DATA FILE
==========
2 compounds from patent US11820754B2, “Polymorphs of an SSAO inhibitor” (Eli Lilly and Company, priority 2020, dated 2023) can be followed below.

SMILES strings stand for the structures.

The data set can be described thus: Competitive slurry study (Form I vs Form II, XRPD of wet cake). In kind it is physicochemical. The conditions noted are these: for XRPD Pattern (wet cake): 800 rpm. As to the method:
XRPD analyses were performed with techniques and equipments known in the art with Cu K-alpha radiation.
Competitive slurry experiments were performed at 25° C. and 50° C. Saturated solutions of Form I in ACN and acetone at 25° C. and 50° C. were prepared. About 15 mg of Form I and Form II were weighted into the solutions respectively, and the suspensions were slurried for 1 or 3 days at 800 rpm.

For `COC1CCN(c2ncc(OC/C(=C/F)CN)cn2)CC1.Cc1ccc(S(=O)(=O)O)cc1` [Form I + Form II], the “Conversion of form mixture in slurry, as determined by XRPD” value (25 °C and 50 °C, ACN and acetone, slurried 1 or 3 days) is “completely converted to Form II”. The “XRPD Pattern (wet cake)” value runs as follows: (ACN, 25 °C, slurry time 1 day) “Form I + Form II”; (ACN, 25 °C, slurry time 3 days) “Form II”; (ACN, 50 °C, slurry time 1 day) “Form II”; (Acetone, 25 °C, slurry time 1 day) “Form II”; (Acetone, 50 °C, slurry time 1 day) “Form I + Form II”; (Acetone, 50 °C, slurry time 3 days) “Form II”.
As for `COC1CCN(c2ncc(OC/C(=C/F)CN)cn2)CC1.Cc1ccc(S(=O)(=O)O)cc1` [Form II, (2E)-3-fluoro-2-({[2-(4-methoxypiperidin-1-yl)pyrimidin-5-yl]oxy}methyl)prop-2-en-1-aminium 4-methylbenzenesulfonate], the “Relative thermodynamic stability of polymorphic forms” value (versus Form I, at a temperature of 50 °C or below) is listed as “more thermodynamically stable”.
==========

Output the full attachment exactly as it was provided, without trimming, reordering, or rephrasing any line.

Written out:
2 compounds from patent US11820754B2, “Polymorphs of an SSAO inhibitor” (Eli Lilly and Company, priority 2020, dated 2023) can be followed below.

SMILES strings stand for the structures.

The data set can be described thus: Competitive slurry study (Form I vs Form II, XRPD of wet cake). In kind it is physicochemical. The conditions noted are these: for XRPD Pattern (wet cake): 800 rpm. As to the method:
XRPD analyses were performed with techniques and equipments known in the art with Cu K-alpha radiation.
Competitive slurry experiments were performed at 25° C. and 50° C. Saturated solutions of Form I in ACN and acetone at 25° C. and 50° C. were prepared. About 15 mg of Form I and Form II were weighted into the solutions respectively, and the suspensions were slurried for 1 or 3 days at 800 rpm.

For `COC1CCN(c2ncc(OC/C(=C/F)CN)cn2)CC1.Cc1ccc(S(=O)(=O)O)cc1` [Form I + Form II], the “Conversion of form mixture in slurry, as determined by XRPD” value (25 °C and 50 °C, ACN and acetone, slurried 1 or 3 days) is “completely converted to Form II”. The “XRPD Pattern (wet cake)” value runs as follows: (ACN, 25 °C, slurry time 1 day) “Form I + Form II”; (ACN, 25 °C, slurry time 3 days) “Form II”; (ACN, 50 °C, slurry time 1 day) “Form II”; (Acetone, 25 °C, slurry time 1 day) “Form II”; (Acetone, 50 °C, slurry time 1 day) “Form I + Form II”; (Acetone, 50 °C, slurry time 3 days) “Form II”.
As for `COC1CCN(c2ncc(OC/C(=C/F)CN)cn2)CC1.Cc1ccc(S(=O)(=O)O)cc1` [Form II, (2E)-3-fluoro-2-({[2-(4-methoxypiperidin-1-yl)pyrimidin-5-yl]oxy}methyl)prop-2-en-1-aminium 4-methylbenzenesulfonate], the “Relative thermodynamic stability of polymorphic forms” value (versus Form I, at a temperature of 50 °C or below) is listed as “more thermodynamically stable”.